We have for sale possibly the only example of two seats built by Mercedes Benz in 1928, W08, (w28) engineered and designed by Ferdinand Pòrsche, this exclusive 460 short "K" cabriolet "A" two-seater and body 8-cylinder engine 4.6000 cc 80HP Cabriolet is the authentic esquisited of the time, fully restored in Germany by experts of the brand, all the details have been rebuilt, a real Jewel that will be on sale for a short period of time.
The car was developed by Ferdinand Porsche, who had transferred to Daimler from the firm’s Austrian affiliate in 1923. Porsche was the board member with responsibility for new product development. The company’s objective with the new eight cylinder Mercedes-Benz was to come up with a serious competitor to the Horch 8, and Porsche’s work on the new car appears to have been very rushed.[4] The result was a car with a traditional “overslung” (“Hochbett”) chassis with the longitudinal chassis members directly above the axles, at a time when newer designs increasingly favored “underslung” (“Tiefbett”) chassis layouts on which the axles sat directly above the load bearing chassis beams. The 1928 Mercedes-Benz W08 therefore looked unfashionably tall even at the time of its launch.

The engine was a 4,622cc straight-8 side-valve unit for which maximum output was given as 80 PS (59 kW; 79 hp) at 3,400 rpm which translated into a top speed of 100 km/h (62 mph). The wheels were suspended from rigid axles supported by semi-elliptical leaf springs at the front and at the back. Braking applied on all four wheels using a mechanical linkage supported by a Bosch-Dewandre vacuum suction device.[5]

The car was close in size to the Horch 8 which had effectively been benchmarked for its design. The 1928 “Pullman-Limousine” bodied version of the Horch came with an overall length of 5,000 mm (200 in) and a weight of 2,100 kg (bare chassis weight 1400 kg). The 1928 “Pullman-Limousine” bodied version of the Mercedes-Benz Nürburg 460 was 4,890 mm (193 in) long which increased to 5,200 mm (200 in) when the detachable rear boot/trunk was added: the Mercedes weighed in at 2,150 kg (bare chassis weight 1550 kg).[6] Both cars had an imposing height in this standard bodied form of 1,900 mm (75 in) even though the Horch had since its 1926 launch incorporated an “underlung” chassis. The cars’ respective widths were 1,765 mm (69.5 in) and 1,760 mm (69 in).[7]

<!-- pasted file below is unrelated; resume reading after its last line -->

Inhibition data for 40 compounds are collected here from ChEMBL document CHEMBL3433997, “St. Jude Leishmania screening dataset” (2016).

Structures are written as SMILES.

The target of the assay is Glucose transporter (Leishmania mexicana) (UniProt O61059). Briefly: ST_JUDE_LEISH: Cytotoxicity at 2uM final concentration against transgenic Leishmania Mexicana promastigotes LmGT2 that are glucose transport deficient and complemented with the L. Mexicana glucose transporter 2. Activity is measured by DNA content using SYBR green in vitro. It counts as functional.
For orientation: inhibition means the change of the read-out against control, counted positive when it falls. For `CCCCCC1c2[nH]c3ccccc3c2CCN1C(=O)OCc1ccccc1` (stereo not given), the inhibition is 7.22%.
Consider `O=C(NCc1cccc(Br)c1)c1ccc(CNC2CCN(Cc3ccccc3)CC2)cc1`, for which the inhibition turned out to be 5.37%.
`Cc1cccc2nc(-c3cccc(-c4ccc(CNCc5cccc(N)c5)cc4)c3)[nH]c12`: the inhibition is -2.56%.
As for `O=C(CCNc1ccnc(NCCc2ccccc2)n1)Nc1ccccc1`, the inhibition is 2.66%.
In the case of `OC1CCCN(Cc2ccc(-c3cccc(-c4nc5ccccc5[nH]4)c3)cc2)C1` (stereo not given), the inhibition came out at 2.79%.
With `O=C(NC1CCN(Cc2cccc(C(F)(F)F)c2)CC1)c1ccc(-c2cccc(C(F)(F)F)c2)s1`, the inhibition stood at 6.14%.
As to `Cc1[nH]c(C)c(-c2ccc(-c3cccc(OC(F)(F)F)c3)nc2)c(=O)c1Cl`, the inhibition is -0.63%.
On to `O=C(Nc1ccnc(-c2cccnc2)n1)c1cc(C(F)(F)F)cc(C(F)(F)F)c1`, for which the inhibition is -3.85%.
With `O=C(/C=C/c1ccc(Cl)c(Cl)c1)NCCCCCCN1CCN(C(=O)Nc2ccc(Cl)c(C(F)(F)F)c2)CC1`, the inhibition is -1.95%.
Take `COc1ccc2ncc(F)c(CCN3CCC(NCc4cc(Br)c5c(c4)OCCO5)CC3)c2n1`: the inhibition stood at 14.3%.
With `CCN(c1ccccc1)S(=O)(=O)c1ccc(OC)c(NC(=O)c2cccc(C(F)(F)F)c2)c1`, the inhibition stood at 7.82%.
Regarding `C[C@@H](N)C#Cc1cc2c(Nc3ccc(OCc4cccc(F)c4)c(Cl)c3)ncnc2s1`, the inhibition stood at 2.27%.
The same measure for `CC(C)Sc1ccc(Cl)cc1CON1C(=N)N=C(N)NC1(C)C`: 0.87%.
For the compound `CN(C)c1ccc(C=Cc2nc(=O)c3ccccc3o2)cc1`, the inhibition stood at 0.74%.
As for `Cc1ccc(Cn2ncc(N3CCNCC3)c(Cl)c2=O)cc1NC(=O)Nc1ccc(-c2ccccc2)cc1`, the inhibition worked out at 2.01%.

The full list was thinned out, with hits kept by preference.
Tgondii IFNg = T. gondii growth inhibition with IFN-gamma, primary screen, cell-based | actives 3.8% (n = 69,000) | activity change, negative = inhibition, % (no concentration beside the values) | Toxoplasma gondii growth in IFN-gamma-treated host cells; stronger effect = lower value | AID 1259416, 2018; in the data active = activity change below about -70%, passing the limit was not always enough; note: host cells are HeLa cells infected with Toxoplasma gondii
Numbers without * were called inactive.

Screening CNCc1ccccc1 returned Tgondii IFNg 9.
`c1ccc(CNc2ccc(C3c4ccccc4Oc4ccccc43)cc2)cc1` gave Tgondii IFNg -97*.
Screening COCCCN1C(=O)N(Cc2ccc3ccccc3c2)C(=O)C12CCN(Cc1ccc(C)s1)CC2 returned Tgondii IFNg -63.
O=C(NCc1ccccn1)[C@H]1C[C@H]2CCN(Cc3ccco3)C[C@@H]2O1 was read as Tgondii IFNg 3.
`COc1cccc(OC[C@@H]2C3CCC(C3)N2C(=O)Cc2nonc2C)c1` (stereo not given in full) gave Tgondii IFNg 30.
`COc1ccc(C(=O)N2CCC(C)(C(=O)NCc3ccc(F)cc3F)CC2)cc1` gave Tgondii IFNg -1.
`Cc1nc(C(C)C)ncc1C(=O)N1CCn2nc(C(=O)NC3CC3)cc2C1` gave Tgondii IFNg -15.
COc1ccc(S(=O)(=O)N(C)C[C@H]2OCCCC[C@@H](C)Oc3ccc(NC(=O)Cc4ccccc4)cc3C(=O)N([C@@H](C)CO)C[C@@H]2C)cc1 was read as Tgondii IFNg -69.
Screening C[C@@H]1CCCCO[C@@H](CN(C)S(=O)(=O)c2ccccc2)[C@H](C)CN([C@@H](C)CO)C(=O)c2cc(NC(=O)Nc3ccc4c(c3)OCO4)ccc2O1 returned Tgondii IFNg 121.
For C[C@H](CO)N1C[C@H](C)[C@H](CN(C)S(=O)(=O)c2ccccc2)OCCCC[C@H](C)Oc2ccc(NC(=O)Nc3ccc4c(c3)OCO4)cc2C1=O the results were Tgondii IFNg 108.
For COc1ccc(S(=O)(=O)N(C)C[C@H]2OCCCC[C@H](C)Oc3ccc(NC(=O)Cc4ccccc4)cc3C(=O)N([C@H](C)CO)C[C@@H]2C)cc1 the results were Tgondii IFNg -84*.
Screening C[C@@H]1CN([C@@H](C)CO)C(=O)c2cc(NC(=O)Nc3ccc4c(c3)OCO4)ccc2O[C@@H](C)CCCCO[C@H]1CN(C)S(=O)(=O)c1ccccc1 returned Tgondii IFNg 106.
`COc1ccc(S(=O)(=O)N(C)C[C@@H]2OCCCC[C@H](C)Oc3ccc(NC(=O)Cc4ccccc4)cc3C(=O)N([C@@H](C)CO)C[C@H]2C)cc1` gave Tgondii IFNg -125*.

In addition to the “Pullman-Limousine” bodied car, priced by Mercedes-Benz at 15,000 Marks, buyers of the 1928 W08 could choose a Torpedo bodied 6 seater “Tourenwagen” for 14,000 Marks or a 4-door “Cabriolet D” for 17,500 Marks.[8] There is also mention of a reduced wheelbase 2-door cabriolet, although it is not clear whether any of these were produced based on the 1928 W 08.

The big old fashioned and very expensive Mercedes-Benz W08 of 1928 found few customers, and had to be replaced the next year with a more stylish version, now using an “underslung” chassis. Technical Director Porsche’s contract was not renewed at the end of 1928 which was followed by two years of acrimonious litigation between the company and its former Technical Director, while there are reports that it took six years for Mercedes-Benz to sell off, at discounted prices, the already accumulated inventory of 1928 model Nürburg 460s.

MERCEDES 460K NURBURG CABRIOLET A W08

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